Circulating derogatory anonymous information, as Henry Laurens accused Edmund Jenings of doing, is a familiar tactic of intelligence services and of partisans eager to demoralize their opponents. During the American Revolution a stream of anonymous, poison pen letters were directed at the diplomatic representatives of the United States. "There has been an uninterrupted succession of them," John Adams wrote Laurens on August 15, 1782, "ever since I have been in Europe."1 Among the Adams Papers alone, in the space of seven months, between November 1781 and May 1782, there are five inflammatory anonymous letters. What is remarkable about these letters, with three of which Jenings is linked, either by his admission or by accusations of others, is their effectiveness. They exacerbated differences between Adams and Franklin and between Adams and the French, and one of them irritated a wound which, after long festering, broke open inton estrangement between Adams and Laurens. To examine these anonymous letters, to consider why and how they worked their mischief, is to add an informative footnote to the diplomacy of the American Revolution.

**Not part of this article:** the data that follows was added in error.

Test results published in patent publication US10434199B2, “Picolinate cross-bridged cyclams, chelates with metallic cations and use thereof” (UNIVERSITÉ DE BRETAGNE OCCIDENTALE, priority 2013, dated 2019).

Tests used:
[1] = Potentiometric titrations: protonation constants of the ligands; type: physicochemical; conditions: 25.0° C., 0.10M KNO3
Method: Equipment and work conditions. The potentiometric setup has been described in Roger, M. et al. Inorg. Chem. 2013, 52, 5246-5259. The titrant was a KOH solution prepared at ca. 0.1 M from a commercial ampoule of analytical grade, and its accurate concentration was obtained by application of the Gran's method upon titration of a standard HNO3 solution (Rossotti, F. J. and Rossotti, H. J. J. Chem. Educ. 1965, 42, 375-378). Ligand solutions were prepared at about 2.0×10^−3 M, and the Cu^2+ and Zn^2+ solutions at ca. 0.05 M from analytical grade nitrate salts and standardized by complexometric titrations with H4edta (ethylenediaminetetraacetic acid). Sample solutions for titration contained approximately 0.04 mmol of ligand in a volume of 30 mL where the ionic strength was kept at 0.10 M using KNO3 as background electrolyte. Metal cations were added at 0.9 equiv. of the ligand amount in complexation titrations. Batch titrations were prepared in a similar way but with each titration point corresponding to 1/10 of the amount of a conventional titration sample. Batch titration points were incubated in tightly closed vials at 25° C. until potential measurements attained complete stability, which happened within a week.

The impact of the anonymous letters on Adams is graphically demonstrated by his reaction to an epistle which Jenings sent him on November 14, 1781, written, allegedly, by "a Person of some Distinction at Paris to a Man not less so in London."2 The identity of the principals Jenings professed not to know. Adams flattered____________________